SAXTONS RIVER, Vt. – Mark Kennedy recently returned to Vermont after 42 years teaching, playing, and composing music in San Francisco. A native of Bellows Falls, Kennedy is now teaching guitar and bass lessons out of his home in Saxtons River and even makes house calls to surrounding villages.
Tell us about your musical journey.
After Berklee College of Music in Boston, I packed up “The White Wonder,” my 1970 Ford van, with my instruments, amps and dog, named Moby, and headed for San Francisco.
What was the music scene like in San Fran at that time?
I started out playing jazz clubs in North Beach, in many of the places frequented by Jack Kerouac and the beat poets years before. Eventually, this led to better gigs in the grand hotels playing with big bands, singers, comedians, blues, rock, and pop bands. And for 13 years, three nights a week, I had a steady gig at Harris’ Steak House with the Susan Chen Trio.
How did you get into composing?
I ran away and joined the circus. The Pickle Family Circus was a one-ring, European-style troupe that was started in 1974 in San Francisco and revolutionized the circus as an art form. There were jugglers and clowns and acrobats, but no animals and no sideshows. There was, however, a live six-piece band, and I became composer and music director for the show. We scored each act as if it were a dance performance, with original compositions. We toured all over the West Coast, including Alaska, and did a two-month run at the Round House Theatre in London – the venue for many famous rock shows in the 60s.
After I ran away from the circus, I wrote music for a children’s theater company for 12 years, then composed music for a feminist theater company called Miracle Theatre. We did three large productions: “Uncharted Waves,” a show about what happens to a scientist with a brain tumor; “The Two-Bit Tango,” a dyke-detective story set in the Castro district; and “Audrey Does Kennedy,” a musical review of 25 of my songs, performed by SF Mime Troupe veteran, Audrey Smith, with piano accompaniment.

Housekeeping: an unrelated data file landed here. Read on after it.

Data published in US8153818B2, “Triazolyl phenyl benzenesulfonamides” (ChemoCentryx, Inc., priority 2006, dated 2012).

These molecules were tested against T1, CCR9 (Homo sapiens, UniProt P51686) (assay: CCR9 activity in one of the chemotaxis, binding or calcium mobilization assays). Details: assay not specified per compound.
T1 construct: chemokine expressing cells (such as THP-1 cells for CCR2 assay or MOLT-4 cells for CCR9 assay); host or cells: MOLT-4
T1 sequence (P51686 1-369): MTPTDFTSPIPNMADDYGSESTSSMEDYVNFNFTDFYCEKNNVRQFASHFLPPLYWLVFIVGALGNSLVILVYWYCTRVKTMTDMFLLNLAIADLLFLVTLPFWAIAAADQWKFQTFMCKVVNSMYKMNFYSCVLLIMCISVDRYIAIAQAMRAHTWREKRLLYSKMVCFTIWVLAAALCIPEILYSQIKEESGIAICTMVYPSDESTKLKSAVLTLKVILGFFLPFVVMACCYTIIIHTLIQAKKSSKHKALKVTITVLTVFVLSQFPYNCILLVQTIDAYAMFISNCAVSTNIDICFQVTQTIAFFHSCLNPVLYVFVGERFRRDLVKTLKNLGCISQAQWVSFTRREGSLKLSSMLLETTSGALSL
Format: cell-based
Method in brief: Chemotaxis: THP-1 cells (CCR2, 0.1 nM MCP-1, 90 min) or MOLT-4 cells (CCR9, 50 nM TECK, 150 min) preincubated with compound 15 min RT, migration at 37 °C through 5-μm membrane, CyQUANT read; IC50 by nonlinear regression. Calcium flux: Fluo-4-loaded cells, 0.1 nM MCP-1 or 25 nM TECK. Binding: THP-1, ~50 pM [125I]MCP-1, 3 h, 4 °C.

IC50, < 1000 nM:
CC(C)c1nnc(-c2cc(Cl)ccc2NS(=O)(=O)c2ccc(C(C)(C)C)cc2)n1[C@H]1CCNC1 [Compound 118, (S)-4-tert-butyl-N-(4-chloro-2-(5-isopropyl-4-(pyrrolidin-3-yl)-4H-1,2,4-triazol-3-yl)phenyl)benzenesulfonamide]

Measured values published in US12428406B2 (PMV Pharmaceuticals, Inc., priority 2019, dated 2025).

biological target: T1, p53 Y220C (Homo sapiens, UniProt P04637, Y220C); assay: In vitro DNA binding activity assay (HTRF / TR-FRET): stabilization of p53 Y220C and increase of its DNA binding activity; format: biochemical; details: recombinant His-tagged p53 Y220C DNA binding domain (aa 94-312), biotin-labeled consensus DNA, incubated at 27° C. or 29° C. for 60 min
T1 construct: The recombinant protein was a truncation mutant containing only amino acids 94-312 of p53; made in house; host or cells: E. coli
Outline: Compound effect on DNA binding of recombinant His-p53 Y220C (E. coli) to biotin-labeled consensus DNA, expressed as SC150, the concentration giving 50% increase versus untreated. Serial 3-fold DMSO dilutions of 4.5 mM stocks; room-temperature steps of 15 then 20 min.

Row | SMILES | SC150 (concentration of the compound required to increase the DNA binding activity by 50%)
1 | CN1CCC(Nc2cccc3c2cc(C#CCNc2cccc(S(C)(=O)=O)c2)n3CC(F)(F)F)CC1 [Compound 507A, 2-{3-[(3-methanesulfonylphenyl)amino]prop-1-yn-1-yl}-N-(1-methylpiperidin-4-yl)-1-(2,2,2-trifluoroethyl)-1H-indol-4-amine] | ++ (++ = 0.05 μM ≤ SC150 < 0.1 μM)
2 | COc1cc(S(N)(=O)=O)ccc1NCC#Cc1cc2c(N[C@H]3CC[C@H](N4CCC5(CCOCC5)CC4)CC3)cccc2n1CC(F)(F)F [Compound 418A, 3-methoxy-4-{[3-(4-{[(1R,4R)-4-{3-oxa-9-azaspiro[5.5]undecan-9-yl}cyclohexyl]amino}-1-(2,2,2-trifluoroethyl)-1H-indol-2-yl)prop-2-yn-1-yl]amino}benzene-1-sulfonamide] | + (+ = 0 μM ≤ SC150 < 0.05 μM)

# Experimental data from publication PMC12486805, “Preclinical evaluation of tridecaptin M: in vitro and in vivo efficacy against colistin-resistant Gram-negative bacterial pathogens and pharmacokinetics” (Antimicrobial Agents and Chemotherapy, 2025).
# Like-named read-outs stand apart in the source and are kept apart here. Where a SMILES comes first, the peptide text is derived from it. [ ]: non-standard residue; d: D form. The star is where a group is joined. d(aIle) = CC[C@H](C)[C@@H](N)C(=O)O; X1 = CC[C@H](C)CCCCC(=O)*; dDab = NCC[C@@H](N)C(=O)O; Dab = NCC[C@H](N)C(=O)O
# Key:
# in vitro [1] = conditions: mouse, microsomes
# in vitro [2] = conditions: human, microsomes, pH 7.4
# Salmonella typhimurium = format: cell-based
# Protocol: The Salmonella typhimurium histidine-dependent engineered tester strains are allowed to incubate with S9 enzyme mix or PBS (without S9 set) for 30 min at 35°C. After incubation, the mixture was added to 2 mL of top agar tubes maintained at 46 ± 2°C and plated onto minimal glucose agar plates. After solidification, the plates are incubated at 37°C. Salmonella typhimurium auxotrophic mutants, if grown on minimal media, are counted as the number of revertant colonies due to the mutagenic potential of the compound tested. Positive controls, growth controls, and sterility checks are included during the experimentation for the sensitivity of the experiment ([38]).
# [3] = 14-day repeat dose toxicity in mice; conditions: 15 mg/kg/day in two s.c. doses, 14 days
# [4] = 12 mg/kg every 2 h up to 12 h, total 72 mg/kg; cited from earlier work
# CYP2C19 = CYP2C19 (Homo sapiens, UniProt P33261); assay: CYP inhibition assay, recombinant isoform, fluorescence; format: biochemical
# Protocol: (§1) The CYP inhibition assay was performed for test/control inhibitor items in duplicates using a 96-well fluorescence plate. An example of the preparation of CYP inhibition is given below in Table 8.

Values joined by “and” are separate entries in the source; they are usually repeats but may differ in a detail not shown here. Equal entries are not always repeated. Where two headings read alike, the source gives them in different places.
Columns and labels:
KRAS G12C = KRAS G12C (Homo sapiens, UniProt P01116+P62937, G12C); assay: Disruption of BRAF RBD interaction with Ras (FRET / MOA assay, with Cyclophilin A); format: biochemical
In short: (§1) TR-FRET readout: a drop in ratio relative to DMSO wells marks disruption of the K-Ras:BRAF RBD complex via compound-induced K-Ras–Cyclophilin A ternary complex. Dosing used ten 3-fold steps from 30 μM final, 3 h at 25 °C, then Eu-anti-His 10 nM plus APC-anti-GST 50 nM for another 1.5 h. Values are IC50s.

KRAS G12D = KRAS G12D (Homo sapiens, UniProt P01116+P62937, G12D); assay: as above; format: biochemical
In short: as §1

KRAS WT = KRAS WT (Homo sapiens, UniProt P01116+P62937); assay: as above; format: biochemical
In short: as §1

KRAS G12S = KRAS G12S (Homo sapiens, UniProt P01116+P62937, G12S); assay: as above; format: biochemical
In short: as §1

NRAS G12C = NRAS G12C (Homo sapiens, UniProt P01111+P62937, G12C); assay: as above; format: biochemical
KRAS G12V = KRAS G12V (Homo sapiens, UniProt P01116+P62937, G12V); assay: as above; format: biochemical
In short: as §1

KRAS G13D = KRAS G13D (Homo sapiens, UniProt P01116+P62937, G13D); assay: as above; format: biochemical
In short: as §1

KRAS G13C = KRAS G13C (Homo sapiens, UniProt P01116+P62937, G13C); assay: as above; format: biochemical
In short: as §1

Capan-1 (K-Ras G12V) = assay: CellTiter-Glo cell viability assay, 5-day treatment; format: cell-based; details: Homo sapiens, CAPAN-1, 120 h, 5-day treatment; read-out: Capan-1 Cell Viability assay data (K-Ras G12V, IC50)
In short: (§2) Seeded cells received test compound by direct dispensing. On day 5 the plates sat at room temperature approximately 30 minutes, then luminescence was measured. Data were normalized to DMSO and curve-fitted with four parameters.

Were you able to make a living as a musician?
I have always supplemented my income by teaching, first at Blue Bear School of Music (the college of rock and roll), the Community Music Center in the Mission District, the San Francisco School of the Arts, and privately in my home. I enjoy teaching almost as much as performing.
Why did you come back to Vermont?
Due to an unfortunate encounter with a surgeon’s scalpel, I have been unable to perform professionally for several years. I can teach anywhere, and my wife and I have family here on the East Coast. The bright lights of the city no longer hold their appeal. Nor does the traffic in the Bay Area, the second worst in the country! And, by the way, Vermont is beautiful, the air is clean and cool, the people are friendly and life in Saxtons River is serene and lovely, and my wife tells me, because of global warming, winter no longer exists.
For information about lessons, visit Mark Kennedy’s website: www.kennedymusicstudio.com.